|USA Health University Hospital earns The Joint Commission’s Gold Seal of Approval for accreditation.
|South awarded $3.8 million from NASA and Department of Energy for ionic liquids research.
|College of Medicine awarded a $4.4 million federal grant to improve the health of underserved areas and increase the number of primary care physicians.
|Women’s soccer wins sixth conference tournament title in seven years.
|University receives more than $87 million in external and contract funding in 2019, a 43-percent increase from 2018.
|The MacQueen Alumni Center opens across from Moulton Tower and Alumni Plaza.
|South switches to remote learning due to COVID-19 pandemic.
|USA announces Start South dual enrollment program for high school students.
|USA Health announces plans for what would later be named the Mapp Family Campus in Baldwin County.
|The Jags football team plays its first home game in Hancock Whitney Stadium.
|USA Health breaks ground on a freestanding emergency clinic at Old Shell and Hillcrest roads.
|The University announces completion of its $150 million Upward & Onward campaign, exceeding its goal by $10.9 million by raising $160.9 million. More than 23,000 individuals, businesses and foundations donated to the campaign.
|Alabama Governor Kay Ivey and Bert Meisler take part in ribbon-cutting ceremony for the $20 million Fanny Meisler Level 1 Trauma Center at University Hospital.
|$20 million Fanny Meisler Trauma Center at USA Hospital opens. The 27,000 square foot state-of-the-art facility is the region’s only level-1 trauma center. Bert Meisler donates $5 million for the project.
|Dr. Tony Waldrop announces his retirement after serving as the University’s president for seven years.
|South launches the School of Marine & Environmental Sciences.
|Drs. John & Sally Steadman pledge a $3.8 million gift to the College of Engineering.
|The University hosts the South Alabama Band Championship at Hancock Whitney Stadium. More than 20 high schools and 2,300 student musicians from across the region participate in the inaugural event.
|The USA Board of Trustees announce Jo Bonner as University president. He becomes just the 4th president in the University’s 58-year history.
|USA Health opens a free-standing Emergency Department in West Mobile.
|Dr. Andrea (Andi) Kent named USA Executive Vice President & Provost.
|: USA Board of Trustees approves a resolution naming the Frederick P. Whiddon College of Medicine, honoring the University’s first president; a new Whiddon College of Medicine building will be constructed.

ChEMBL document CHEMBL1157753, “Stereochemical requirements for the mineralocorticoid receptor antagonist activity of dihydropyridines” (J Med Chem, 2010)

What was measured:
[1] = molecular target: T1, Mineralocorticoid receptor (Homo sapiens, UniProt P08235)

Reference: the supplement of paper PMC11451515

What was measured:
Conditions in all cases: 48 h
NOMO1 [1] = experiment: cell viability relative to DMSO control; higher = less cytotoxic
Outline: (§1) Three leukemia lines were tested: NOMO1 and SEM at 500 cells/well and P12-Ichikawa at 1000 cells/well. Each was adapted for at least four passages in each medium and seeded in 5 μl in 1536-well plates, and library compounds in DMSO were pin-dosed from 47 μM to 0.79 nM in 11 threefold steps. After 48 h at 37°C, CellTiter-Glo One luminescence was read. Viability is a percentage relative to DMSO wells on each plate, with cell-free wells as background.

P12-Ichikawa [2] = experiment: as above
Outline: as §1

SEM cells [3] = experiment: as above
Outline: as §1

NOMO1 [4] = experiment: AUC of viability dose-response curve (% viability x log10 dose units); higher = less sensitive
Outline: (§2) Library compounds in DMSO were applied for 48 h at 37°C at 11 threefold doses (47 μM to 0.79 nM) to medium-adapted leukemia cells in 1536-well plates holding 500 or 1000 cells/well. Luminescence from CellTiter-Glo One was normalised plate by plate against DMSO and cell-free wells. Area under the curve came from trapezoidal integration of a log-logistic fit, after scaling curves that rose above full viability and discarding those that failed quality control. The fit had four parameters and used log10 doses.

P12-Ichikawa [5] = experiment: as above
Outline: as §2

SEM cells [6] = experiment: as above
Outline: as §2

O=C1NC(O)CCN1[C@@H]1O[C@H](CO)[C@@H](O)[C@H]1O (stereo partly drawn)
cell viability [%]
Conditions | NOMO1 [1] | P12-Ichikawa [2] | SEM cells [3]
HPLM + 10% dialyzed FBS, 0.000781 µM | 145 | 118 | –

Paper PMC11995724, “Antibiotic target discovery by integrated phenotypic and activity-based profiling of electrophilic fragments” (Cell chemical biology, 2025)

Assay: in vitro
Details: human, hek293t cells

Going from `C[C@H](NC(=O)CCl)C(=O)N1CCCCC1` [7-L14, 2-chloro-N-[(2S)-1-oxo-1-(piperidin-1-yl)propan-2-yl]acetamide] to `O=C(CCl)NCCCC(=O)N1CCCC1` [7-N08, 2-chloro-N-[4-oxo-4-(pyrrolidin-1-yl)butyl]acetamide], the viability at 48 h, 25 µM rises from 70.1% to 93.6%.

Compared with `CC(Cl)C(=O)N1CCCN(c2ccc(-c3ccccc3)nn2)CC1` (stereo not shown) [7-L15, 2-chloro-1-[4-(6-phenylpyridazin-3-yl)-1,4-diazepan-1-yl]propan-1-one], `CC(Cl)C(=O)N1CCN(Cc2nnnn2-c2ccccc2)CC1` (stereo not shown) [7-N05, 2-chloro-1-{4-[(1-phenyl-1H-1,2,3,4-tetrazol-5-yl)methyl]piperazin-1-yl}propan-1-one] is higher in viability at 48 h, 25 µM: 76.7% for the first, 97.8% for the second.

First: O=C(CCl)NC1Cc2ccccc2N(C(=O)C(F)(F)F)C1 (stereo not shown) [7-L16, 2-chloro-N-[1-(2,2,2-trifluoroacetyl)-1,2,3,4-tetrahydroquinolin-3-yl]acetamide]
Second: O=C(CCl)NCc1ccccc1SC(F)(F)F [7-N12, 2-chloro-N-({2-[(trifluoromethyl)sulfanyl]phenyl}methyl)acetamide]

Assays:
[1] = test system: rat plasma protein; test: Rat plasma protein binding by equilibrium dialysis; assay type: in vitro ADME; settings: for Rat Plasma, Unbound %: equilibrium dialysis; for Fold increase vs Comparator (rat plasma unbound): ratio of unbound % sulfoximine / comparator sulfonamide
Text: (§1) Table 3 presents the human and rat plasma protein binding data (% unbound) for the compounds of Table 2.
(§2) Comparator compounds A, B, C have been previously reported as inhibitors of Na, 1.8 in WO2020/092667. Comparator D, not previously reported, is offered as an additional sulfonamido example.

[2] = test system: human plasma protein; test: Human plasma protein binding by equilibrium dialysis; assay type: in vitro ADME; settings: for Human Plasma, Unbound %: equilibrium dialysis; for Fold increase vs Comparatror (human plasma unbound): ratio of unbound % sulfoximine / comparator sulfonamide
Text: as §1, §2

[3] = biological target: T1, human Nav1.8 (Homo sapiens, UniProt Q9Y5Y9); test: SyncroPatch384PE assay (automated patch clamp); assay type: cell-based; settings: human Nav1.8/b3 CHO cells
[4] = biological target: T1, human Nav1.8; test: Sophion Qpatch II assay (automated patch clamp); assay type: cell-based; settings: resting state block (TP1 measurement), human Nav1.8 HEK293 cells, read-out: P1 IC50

|South inaugurates Josiah R. Bonner as University’s 4th President.
|The Multicultural Leadership Center celebrates its grand opening.
|USA Health opens the Mapp Family Campus Medical Office Building in Baldwin County.
Jaguar football team completes its first 10-win season and 3rd bowl invitation.
The University begins a year-long celebration of its 60 th Anniversary. USA’s Frederick P. Whiddon College of Medicine and the College of Nursing both celebrate 50 th anniversaries in 2023.
Longtime USA supporter Abraham “Abe” Mitchell pledges $20 million for a new performing arts building.
Pole vaulter Kyle Rademeyer claims a national championship at the 2023 Track & Field Championships in Austin, Texas. The junior cleared a height of 18-feet-8.25 inches to win the title.
South’s first-year enrollment increases by 19 percent, making the Class of 2027 one of the largest in the University’s history.
The USA Foundation donates more than a quarter mile of property on Dauphin Island’s Aloe Bay. It will be used as a “living laboratory” for marine science education and research.
The University announces that fundraising has begun for a new 24,000 square-foot home for the Jaguar Marching Band. The proposed facility is expected to cost $10 million and will feature a lighted outdoor practice field as well as a rehearsal studio, dressing rooms and a music library.
Providence Hospital joins USA Health. The 349-bed facility, along with eight clinics and six family practices is renamed USA Providence and brings more than 1,700 physicians, associates and providers into the USA Health family.
The Jaguar women’s soccer team defeats Arkansas State 3-1 completing an undefeated regular season for the first time in program history. The Jags’ finished the regular season 8-0-2.
The University holds a groundbreaking ceremony for a new $200 million Frederick P. Whiddon College of Medicine building. The 250,000 square-foot facility will allow the University to expand class size from 80 to more than 100 students.
The Jaguar football team wins its first bowl game in program history by routing Eastern Michigan University 59-10 in the 68 Ventures Bowl held at Hancock Whitney Stadium.